Every few months, new statistics about Linux users on desktop platform come out. The methodologies used for each one varies according to its provider. However, they all share one thing: Being wrong.

Measuring number of users who use a certain operating system on desktop is totally different thing from servers or other devices. E.g for web servers, you may have a list of static IP addresses which you can analyze and try to reach. You may check hosting companies or huge enterprises for additional data. Lot of methodologies can be used.

However, for desktop. It seems like most statistics providers don’t have any scientific methodology to rely on so far. What they depend on is that they try to make partnerships with some famous advertising networks (which include thousands of websites) and try to analyze the visitors of those websites to provide them with data.

Such methodology is so far from being accurate. This article tells you why.

Doesn’t Measure Enough Users Or Offline Installations

The latest stats about Linux marketshare which reported that it’s around 2.36% was depending on an advertising network including 40000 publishers (or 160 million visit per month). Despite being true or not, that number is so small comparing to the actual web users. We are expecting at least billions of visits per month in order to take that statistic seriously. They are all coming from an ad network:

We collect data from the browsers of site visitors to our exclusive on-demand network of HitsLink Analytics and SharePost clients.

40K websites are actually nothing. If the numbers were coming from an advertisement network like Google Adsense-which includes millions of websites-I would say that the population is fair enough. However, for a small network with maybe local/unknown websites, the data is way out of consideration.

In order to have an accurate data analysis, samples must be large enough in order to get correct readings. If your sample is so small, you won’t get the real results. The problem is that this number is coming not from the most famous websites on the web (like HuffPost, Nytimes, Google, Facebook, Amazon..) which the normal user would visit each day. It’s coming from a small ad-network. Which is why it’s biased.

This methodology doesn’t keep in mind offline installations. There are millions of computers out there which uses Windows or Linux as a desktop operating system without an Internet connection.

Governments, local shops, schools, universities and many other institutions may not always offer Internet connection. Even if they do, they won’t visit those Internet websites. It may be only for updates and official work.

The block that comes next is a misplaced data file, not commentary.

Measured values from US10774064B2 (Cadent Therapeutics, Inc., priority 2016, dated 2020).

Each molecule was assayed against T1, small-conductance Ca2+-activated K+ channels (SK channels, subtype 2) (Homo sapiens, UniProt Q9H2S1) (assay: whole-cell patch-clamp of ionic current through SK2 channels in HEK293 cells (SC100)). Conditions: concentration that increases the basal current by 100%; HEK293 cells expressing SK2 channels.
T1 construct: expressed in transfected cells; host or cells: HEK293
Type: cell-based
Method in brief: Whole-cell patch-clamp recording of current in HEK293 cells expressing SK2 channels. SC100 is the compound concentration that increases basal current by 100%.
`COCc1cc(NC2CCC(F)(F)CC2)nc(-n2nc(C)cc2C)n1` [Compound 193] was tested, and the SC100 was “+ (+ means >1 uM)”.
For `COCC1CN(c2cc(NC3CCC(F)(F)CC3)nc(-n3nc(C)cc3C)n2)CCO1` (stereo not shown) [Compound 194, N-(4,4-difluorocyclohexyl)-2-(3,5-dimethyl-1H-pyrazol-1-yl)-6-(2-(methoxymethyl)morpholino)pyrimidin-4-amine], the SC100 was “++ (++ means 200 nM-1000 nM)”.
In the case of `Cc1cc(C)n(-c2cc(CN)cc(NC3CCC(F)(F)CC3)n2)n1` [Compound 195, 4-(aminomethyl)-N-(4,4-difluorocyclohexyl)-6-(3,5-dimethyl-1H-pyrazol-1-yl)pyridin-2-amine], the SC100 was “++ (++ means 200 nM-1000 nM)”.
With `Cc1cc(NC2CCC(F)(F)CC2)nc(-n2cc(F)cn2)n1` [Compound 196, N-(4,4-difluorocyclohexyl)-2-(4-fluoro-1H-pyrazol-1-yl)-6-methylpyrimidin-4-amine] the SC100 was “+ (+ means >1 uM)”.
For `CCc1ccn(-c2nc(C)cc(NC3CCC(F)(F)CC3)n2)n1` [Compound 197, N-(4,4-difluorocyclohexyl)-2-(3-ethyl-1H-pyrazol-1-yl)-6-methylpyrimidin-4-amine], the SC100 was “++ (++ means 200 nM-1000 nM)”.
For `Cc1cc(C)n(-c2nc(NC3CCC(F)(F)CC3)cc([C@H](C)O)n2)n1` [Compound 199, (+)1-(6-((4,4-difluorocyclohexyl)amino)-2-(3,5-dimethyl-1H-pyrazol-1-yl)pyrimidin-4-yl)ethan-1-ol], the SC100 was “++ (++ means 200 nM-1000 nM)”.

Online Networks Aren’t Enough Source Of Data

The widely-used methodology is depending on advertising networks and other tracking networks/scripts in order to provide data about visitors to those marketshare tracking companies. The data set coming from those advertising networks can’t be considered as a reliable source.

An advertising network data set may be not representative. It may include publishers from a certain country or a certain language only. It may include websites about a specific topic or category. It doesn’t represent all users on the web.

Users of a certain website which has millions of visits per month may only be Windows users because of the website’s targeted audience. Linux users may not even be there. So choosing some advertising networks and bringing data from them and creating a statistic about Linux users won’t work that simple.

It’s known for anybody working in the field that a good data sample must be representative for all the types of entities which you want to consider in your work. You can’t have that when you are depending on online networks to provide you with data.

Higher Blocking Potential With Linux

Windows users are Windows users not because they downloaded Windows from the Internet. Windows users are Windows users because the OS came pre-installed with almost all the computers they have seen in their lives. This is not the case for Linux desktop. Keep that in mind.

In order to be a Linux user, you have to download the OS yourself from distributions’ websites. Of course, there are hundreds of laptops from Dell, System76 and other vendors which come with Linux pre-installed. However, the number of those is so tiny comparing to normal users who basically have been downloading the OS for the past 20 years.

Because of that, if you are a Linux user, someone who downloaded a complete OS from the Internet and installed it on his/her computer for a lot of different technical reasons, there’s is very much higher potential that you are using some browser addons to block tracking scripts and advertisement networks, or switching user agent. Which those statistics are depending on to provide data.

It means that those statistics providers can’t see you. When websites administrators (like us) register with advertisement networks (like Google Adsense), they provide us with a Javascript code to put on our websites. If you are using an ad-blocker, that script wouldn’t load and you they won’t even know that you’ve visited the page.

Conclusion

So far there doesn’t exist any accurate (or even close to accurate) statistics about Linux desktop users. All the used methodologies are not depending on correct scientific methods to measure.

While Linux desktop users are surly increasing, believing those numbers given by those tracking companies from time to time is not recommended. The actual numbers may be very much bigger or very much smaller. In both cases, asking for sources and questioning the used methodology to come out with such analysis is a must.

Update: The structure of the article was updated by moving the “Doesn’t measure enough” section into the top. And by adding an extra clarification about it.

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